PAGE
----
As the Serpent Beguiled Eve

2 Corinthians 11:2‑3  •  3 min. read  •  grade level: 13
“For I am jealous over you with godly jealousy: for I have espoused you to one husband, that I may present you as a chaste virgin to Christ. But I fear, lest by any means, as the serpent beguiled Eve through his subtlety, so your minds should be corrupted from the simplicity that is in Christ.”
In order to see the subtlety and craft which the serpent used in beguiling Eve, turn to the third chapter of Genesis, and note that young Christians are exposed to the same satanic craft today, his skill being greater now, if any difference, by reason of six thousand years of too successful experience with human nature, during which he has become well acquainted with its weak points.
In that chapter the serpent first attacks (and later denies) the authenticity of God’s Word by subtly insinuating a doubt into Eve’s too open mind, as to whether God has really said what He is alleged to have spoken: “Yea, hath God said?” And today some men of learning (really Satan’s ministers), although transformed as “ministers of righteousness,” (2 Cor. 11:13-1513For such are false apostles, deceitful workers, transforming themselves into the apostles of Christ. 14And no marvel; for Satan himself is transformed into an angel of light. 15Therefore it is no great thing if his ministers also be transformed as the ministers of righteousness; whose end shall be according to their works. (2 Corinthians 11:13‑15)), are seeking to instill into the minds of the young and others, the same subtle doubt as to whether certain parts of the Bible can any longer, in view of various conclusions of “modern science,” be accepted unreservedly as the inspired Word of God. Behind all this propaganda, the blood-bought child of God sees the wicked animosity of the enemy of Christ and of our souls, “that old serpent, called the Devil, and Satan, which deceiveth the whole world” (Rev. 12:99And the great dragon was cast out, that old serpent, called the Devil, and Satan, which deceiveth the whole world: he was cast out into the earth, and his angels were cast out with him. (Revelation 12:9)). And faith replies to such attacks: “Let God be true, and every man a liar; as it is written, That Thou mightest be justified in Thy sayings, and mightest overcome when Thou art judged.”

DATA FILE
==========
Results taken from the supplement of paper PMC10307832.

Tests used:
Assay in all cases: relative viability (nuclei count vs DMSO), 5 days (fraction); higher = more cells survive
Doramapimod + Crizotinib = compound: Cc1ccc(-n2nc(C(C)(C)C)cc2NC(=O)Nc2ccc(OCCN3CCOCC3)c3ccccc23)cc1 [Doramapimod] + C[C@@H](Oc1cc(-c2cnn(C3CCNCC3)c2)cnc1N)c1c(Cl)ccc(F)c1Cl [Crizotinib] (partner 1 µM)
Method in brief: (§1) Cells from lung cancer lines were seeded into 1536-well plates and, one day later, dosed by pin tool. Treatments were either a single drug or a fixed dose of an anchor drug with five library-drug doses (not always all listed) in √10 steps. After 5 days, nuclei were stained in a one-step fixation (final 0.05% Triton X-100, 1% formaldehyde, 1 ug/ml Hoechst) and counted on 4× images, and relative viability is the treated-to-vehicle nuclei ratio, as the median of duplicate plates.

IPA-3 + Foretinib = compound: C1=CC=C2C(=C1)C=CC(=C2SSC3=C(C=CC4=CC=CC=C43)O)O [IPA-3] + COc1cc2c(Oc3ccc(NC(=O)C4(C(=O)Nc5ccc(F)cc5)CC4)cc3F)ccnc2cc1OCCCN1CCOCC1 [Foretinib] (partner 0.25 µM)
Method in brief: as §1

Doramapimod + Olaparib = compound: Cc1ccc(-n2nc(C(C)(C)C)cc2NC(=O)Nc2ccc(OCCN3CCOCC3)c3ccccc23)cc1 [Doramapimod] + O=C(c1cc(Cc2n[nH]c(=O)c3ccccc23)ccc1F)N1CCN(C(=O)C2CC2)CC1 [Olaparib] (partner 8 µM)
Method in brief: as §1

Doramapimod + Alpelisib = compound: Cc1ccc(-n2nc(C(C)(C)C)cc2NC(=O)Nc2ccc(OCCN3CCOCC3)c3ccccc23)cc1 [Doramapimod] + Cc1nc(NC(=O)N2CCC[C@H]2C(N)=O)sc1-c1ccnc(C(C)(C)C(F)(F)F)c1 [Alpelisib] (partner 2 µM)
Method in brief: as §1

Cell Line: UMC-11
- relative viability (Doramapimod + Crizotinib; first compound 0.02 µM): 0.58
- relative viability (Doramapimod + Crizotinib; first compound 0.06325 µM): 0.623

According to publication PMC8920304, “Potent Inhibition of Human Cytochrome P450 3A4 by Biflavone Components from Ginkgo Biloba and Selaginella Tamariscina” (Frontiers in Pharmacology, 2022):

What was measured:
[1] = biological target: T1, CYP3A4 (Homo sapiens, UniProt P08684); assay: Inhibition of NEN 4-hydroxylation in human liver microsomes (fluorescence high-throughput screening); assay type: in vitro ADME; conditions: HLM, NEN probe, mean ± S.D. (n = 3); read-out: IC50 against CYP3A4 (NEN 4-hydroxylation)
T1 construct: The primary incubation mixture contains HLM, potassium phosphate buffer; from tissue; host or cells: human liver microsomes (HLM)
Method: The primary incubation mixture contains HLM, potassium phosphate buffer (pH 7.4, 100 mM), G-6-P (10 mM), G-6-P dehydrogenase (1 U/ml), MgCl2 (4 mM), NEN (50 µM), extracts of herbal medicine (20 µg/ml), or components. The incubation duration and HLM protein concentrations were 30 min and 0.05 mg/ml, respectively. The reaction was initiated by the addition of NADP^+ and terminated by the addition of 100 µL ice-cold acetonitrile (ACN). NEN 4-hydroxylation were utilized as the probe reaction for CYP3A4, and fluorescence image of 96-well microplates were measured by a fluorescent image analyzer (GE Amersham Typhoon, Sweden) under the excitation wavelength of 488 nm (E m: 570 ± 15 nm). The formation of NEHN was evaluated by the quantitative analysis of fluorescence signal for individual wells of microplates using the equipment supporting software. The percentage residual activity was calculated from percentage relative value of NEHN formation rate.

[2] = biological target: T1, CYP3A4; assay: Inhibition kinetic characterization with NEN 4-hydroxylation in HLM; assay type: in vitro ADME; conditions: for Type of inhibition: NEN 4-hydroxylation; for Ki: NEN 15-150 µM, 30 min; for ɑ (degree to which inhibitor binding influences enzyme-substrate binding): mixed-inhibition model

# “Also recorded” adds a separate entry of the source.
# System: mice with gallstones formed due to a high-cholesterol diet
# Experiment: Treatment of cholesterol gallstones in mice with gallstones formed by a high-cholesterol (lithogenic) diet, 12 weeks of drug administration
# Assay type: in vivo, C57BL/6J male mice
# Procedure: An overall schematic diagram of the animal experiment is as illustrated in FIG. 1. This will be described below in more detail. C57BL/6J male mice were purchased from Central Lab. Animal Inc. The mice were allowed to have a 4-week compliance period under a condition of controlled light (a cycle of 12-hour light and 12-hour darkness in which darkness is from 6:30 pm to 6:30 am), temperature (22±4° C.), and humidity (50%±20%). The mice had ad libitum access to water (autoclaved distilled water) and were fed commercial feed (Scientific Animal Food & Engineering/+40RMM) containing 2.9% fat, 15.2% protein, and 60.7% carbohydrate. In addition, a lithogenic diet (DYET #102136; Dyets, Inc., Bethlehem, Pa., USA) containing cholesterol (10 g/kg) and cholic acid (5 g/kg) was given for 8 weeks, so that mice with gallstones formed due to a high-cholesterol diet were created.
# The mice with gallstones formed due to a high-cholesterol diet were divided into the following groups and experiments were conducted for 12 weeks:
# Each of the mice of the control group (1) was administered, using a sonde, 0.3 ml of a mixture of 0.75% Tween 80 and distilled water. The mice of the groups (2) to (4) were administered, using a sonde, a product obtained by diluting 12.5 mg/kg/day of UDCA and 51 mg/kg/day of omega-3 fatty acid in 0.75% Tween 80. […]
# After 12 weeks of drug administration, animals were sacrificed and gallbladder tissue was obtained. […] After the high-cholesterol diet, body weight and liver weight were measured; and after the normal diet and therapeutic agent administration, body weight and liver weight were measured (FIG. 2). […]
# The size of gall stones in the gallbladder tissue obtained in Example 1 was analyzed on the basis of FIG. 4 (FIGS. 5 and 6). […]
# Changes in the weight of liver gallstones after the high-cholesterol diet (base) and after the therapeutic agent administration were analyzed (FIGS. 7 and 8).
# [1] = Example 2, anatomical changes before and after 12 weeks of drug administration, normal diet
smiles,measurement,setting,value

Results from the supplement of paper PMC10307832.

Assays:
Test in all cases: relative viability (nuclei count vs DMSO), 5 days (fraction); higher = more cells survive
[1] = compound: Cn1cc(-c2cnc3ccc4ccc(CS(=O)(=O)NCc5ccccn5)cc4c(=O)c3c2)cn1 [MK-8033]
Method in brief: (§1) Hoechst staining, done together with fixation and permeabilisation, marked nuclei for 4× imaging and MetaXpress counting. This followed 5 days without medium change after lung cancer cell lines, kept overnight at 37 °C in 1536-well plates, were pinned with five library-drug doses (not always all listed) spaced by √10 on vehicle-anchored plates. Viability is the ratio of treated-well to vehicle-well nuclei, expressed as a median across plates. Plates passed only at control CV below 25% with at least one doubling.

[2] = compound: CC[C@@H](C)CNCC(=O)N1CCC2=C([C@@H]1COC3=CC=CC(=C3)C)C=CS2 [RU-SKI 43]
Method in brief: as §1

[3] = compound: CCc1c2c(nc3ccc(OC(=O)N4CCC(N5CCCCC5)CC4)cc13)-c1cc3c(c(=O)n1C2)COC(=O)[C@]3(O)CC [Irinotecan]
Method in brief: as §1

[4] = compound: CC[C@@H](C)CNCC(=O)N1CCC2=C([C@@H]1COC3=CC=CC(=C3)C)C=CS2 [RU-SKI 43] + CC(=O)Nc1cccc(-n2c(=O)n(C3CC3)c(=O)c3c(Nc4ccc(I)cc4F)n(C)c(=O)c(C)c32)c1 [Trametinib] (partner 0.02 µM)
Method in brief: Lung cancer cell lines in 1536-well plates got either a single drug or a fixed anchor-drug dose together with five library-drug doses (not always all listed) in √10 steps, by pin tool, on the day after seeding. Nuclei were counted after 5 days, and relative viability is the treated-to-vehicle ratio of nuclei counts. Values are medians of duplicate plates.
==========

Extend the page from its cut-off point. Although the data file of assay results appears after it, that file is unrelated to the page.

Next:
But Paul tells us that the danger he fears for us is that our minds should be corrupted from the simplicity that is in Christ. As he says elsewhere, “I would have you wise unto that which is good, and simple concerning evil.” The method which the serpent used so successfully with Eve—presenting “the lust of the flesh, the lust of the eyes, and the pride of life,” as something desirable—he would find much less successful than is too often the case with us, if there were in us less of the desire to be conformed to this world (in fashions, headdress, or otherwise); less of ambition for a high place in that which is soon to pass away, and more of the simplicity which is in Christ; more contentment with the low place and with such things as we have, and more confident trust in God our Father, who will not withhold any good thing from them that walk uprightly.
But Paul’s godly jealousy over us has a godly motive. It is the desire that he may present us “as a chaste virgin to Christ.” And surely the thought of the worthiness of that One Who “loved the church, and gave Himself for it”—Who speaks of her as “My dove, My undefiled,” showing how He values her keeping herself even here in this defiling scene, separate from all that of which He disapproves; and Who is soon—very soon—going to present her to Himself a glorious church not having spot or wrinkle or any such thing; ought to keep us from the corruption which is so contrary to His mind.